Casky Grange N. 38, Patrons of Husbandry

The following sketch of Casky Grange, No. 38, Patrons of Husbandry, was furnished for this work by Mr. Winston Henry. We give it in full:

“This Grange was granted a charter on November 4, 1873, and, as its number indicates, was one of the first in the State-the first one organized in Christian County. The charter members were the following: J. H. B. Vaughan, Winston Henry, S. G. Buckner, W. T. Radford, J. H. Lander, E. W. C. Edwards, Dr. J. P. Peyton, D. M. Whitaker, Alex Campbell, James W. Fields, D. B. Bronaugh, Josiah Gray, Dr. E. R. Cook, L. Bowles, Edgar Bradshaw, James T. Garnett, Thomas Green, Mrs. S. H. Vaughan, Mrs. Mary B. Henry, Mrs. S. G. Buckner, Mrs. W. T. Radford, Mrs. S. H. Peyton, Mrs. E. W. C. Edwards, Mrs. Edgar Bradshaw and Miss Lyda Garnett. On December 19, 1873, an election was held for officers to serve during 1874, and Thomas Green was chosen Master; S. G. Buckner, Overseer; Alex Campbell, Lecturer; D. B. Bronaugh, Steward; Edgar Bradshaw, Assistant Steward; James T. Garnett, Chaplain; Winston Henry, Treasurer; Dr. J. P. Peyton, Secretary; J. H. Lander, Gatekeeper; Mrs. Peyton, Ceres; Mrs. Buckner, Pomona; Mrs. Radford, Flora; and Miss Lyda Garnett, Lady Assistant Steward.

“The year 1874 should be known in history as the Grange year. A regular boom was given the order. The entire time of the meetings was consumed in initiating members. Men and women did not wait to be persuaded, but rushed into the Grange without proper consideration; seeming to think that once within its gates all would be well. Sad disappointment awaited many farmers who had bright hopes of finding within the Grange a sure remedy for all the ills that farmers are heir to, forgetting that long years ago the first granger was informed that ‘ In the sweat of thy face shalt thou eat bread,’ and when they discovered that the Grange was powerless to remove this stubborn fact, they became dissatisfied. During the fall of 1873 and spring of 1874 nineteen Granges were organized in Christian County. The membership of Casky Grange increased very rapidly, and at the end of the year 1874 numbered about one hundred. The next year it began to decline, and in the fall of 1877 it had ceased to exist as a working Grange. The charter, seal and books were not returned to the State Grange, and after being dormant for several years was re-organized on January 11, 1881. Thomas Green was again elected Master, as on the first election; Otho Graves was elected Overseer; G. V. Green, Lecturer; E. W. Walker, Steward; Edgar Bradshaw, Assistant Steward; R. F. Rives, Chaplain; D. M. Whitaker, Treasurer; Winston Henry, Secretary; G. W. Bowles, Gatekeeper; Mrs. Sue Peyton, Ceres; Mrs. E. W. C. Edwards, Pomona; Mrs. James M. Clark, Flora; and Mrs. T. L. Graham, Stewardess. Twenty-five of the old members went into the re-organization, and the membership has increased to about one hundred. During the summer of 1883 a lot was purchased and a substantial hall erected; size of the building is twenty-eight feet wide by forty long, with ante-rooms; the cost of lot and building was about $900.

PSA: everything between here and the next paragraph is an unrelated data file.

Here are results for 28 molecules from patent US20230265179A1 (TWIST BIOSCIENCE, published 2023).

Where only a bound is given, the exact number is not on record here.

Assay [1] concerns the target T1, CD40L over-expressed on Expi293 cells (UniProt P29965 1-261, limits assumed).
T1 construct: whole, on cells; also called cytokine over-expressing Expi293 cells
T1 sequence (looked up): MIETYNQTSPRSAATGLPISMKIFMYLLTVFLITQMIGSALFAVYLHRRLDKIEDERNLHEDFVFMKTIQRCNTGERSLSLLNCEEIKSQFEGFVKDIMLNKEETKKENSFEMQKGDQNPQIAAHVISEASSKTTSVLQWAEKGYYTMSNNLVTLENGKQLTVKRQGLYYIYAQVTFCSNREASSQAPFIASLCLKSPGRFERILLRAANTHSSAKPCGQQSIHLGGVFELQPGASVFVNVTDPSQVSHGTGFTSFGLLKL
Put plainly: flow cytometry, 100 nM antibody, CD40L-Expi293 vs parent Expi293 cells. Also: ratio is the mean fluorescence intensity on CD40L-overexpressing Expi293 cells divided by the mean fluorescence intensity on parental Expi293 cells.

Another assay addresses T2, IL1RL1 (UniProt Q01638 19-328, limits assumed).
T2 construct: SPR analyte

“Casky Grange is located in one of the finest farming sections of Christian County, and embraces among its members the best class of farmers. There may be mentioned Mr. W. T. Radford. He is thought to be the largest wheat-grower in the State, his crop amounting some years to 15,000 bushels. Mr. R. F. Rives is a very enterprising granger; he makes wheat a specialty, and he is highly successful; has raised an average of twenty-six bushels per acre on 150 acres; this includes about forty acres of corn land. The Garrotts, the Bradshaws, Thomas Green, E. W. Walker, J. M. Clark, Treasurer of the State Grange, and many others might be mentioned as owners of splendid farms, and grangers of great enterprise. Lyman McCombs, J. C. Boxley, Thomas L. Graham and others are establishing fine herds of short-horns. George V. Green owns a beautiful farm, splendidly improved, near Hopkinsville, and is the owner of as fine a herd of Jerseys as can be found in Kentucky.

“The first stock and wool sale was held on June 7, 1883, and was a great success. About 225 head of stock, mostly cattle, and about 8,000 pounds of wool were sold. The amount of sale was over $7,000. These sales will be annual, and will be held hereafter on the last Thursday in May. The meetings of the Grange are held on the first and third Friday in each month. The officers for 1884 are: R. F. Rives, Master; Ed W. Walker, Overseer; Thomas Green, Lecturer; J. C. Boxley; Chaplain; J. J. Stuart, Steward; Walter Warfield, Assistant Steward; D. M. Whitaker, Treasurer; Winston Henry, Secretary; G. W. Bowles, Gate-keeper; Mrs. Sue H. Peyton, Ceres; Mrs. E. W. C. Edwards, Pomona; Mrs. J. M. Clark, Flora; Mrs. T. L. Graham, Stewardess.”


Perrin, William Henry, ed., Counties of Christian and Trigg, Kentucky, Historical and Biographical, Chicago : F. A. Battey Publishing Co., 1884.

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